• Be careful to move around when you can because clinical evidence shows that prolong time in bed might slow down your recovery. [12]
    • Return to your normal activities slowly.
    • Consider taking time off of work or school until you’re feeling like yourself again.
  2. 2
    Drink lots of water and other liquids. Drinking will relieve your sore throat and keep your system hydrated. Keep in mind that your body also needs more water when you have a fever. [13]
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    Take over-the-counter pain relievers. These can help your headache, muscle pain, and soreness. Pain relievers are also effective for lowering your fever.[14]
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    Try different ways to relieve your sore throat.[15] The methods here can help ease your sore throat and can relieve any discomfort you feel from splotches on the roof of your mouth:
    • Suck on popsicles, cough drops, or lozenges.
    • Gargle with salt water (but don’t swallow!).
    • Drink hot tea with honey.
    • Use an over-the-counter throat spray.
  5. 5
    Avoid heavy lifting or pushing and all contact sports. Strenuous activity can rupture your spleen, which is very dangerous. If you experience serious complications, like a ruptured spleen, you may need to be hospitalized.[16]
  6. 6
    Visit your health care provider. A doctor or nurse can prescribe steroids to reduce swelling in your spleen or liver. You can also be prescribed antibiotics to fight strep throat. Your health care provider might also do blood tests to look for antibodies that your immune system makes in response to EBV and/or white blood cells that your body makes to fight EBV.[17]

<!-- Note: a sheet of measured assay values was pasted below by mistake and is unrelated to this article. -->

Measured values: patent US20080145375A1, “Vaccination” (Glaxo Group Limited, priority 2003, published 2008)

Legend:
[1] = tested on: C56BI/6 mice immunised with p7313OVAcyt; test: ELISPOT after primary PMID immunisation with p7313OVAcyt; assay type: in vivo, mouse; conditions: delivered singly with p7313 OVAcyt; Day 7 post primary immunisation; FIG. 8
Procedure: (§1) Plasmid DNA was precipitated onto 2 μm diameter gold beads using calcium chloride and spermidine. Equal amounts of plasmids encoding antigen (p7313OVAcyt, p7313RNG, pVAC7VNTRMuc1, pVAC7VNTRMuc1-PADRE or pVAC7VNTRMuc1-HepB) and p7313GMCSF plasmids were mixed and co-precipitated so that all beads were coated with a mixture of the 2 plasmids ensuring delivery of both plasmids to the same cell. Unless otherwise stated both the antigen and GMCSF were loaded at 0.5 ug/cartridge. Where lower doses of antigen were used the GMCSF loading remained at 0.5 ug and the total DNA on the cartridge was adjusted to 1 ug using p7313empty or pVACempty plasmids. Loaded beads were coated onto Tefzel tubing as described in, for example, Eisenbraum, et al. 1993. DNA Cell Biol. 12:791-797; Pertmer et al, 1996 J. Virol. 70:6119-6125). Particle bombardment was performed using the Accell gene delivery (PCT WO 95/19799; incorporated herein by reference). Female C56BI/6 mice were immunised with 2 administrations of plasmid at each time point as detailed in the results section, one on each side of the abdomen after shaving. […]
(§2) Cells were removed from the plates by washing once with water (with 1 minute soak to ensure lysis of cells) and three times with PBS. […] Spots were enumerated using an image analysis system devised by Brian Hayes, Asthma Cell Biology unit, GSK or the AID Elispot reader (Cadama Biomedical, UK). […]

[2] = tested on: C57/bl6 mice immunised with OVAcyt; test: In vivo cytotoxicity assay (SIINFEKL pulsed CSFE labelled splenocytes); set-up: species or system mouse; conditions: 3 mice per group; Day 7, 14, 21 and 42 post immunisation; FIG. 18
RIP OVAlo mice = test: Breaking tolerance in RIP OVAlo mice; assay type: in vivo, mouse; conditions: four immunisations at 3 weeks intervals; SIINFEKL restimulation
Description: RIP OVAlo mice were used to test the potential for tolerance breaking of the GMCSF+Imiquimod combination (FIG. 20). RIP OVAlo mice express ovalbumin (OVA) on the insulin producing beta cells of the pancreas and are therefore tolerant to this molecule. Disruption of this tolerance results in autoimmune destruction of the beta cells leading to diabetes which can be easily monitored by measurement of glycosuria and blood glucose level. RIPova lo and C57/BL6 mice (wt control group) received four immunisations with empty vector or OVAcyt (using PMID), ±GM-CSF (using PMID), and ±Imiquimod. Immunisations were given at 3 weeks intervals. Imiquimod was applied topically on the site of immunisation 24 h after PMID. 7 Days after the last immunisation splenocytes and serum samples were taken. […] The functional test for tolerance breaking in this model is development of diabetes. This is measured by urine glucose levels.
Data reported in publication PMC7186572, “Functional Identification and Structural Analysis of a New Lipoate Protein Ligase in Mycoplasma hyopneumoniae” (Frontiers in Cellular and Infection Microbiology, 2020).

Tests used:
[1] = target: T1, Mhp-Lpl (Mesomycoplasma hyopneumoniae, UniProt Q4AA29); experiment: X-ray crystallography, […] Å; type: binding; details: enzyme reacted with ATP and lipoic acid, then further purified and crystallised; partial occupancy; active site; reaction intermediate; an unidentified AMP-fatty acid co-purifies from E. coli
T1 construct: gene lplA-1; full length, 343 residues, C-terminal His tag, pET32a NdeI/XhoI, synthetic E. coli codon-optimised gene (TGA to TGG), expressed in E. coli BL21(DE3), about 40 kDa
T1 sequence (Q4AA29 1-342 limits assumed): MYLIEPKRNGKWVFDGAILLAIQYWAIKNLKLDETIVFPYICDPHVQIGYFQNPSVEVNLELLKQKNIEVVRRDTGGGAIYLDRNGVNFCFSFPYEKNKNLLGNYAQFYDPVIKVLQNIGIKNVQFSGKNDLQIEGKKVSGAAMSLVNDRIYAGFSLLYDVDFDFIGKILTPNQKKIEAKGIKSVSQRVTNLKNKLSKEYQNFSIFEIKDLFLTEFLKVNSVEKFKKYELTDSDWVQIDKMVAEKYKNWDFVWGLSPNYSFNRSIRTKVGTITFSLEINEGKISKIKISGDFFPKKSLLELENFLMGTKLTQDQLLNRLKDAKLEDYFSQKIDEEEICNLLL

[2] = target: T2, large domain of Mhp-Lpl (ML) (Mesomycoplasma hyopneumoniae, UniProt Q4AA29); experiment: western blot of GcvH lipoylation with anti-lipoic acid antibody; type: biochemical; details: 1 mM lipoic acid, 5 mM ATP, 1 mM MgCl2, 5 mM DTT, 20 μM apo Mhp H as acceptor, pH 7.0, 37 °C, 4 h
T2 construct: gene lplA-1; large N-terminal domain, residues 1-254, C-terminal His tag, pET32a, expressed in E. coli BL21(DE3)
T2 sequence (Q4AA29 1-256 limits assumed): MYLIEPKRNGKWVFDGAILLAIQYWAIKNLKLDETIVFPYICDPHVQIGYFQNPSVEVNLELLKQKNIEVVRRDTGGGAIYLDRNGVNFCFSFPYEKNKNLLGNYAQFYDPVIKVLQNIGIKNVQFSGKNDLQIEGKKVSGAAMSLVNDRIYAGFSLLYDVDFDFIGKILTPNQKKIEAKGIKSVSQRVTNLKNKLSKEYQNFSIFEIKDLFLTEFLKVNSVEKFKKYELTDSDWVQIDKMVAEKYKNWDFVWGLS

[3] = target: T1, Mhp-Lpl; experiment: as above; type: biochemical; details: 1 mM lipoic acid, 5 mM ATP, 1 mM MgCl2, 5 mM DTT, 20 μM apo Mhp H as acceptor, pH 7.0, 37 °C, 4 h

Method 3
Preventing EBV

  1. 1
    Do not items that come into contact with saliva. Avoid sharing toothbrushes, drinking glasses, water bottles, utensils, lip products, and other personal items with other people. EBV is most commonly spread through saliva, so you can reduce your chances of getting it if you don’t share these sorts of items.[18]
  2. 2
    Don’t kiss someone with symptoms of mono or EBV. Because EBV is found in saliva, you can get it through kissing (this is why mono is called the kissing disease[19]), sharing drinking glasses, or using someone else’s toothbrush.
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    Don’t have sex with someone with symptoms of mono or EBV. The virus is also in blood and semen, so you can get it by having sex, from a blood transfusion, or an organ transplant. [20]


  • EBV and infectious mononucleosis are almost never fatal.[21]
  • The CDC does not recommend any explicit prevention procedures.[22]


  • After you get the virus, it stays in your body. You can spread the virus even if you do not have any symptoms and you can pass on the virus at any time.[23]
  • Although rarely seen, involvement of the central nervous system and heart problems may occur.[24]
  • EBV may contribute to the development of some cancers. These are:

    • Nasopharyngeal carcinoma
    • Burkitt's lymphoma
    • These cancers are rare and may not be caused solely by EBV.[25]

Sources and Citations

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Categories: Infectious Diseases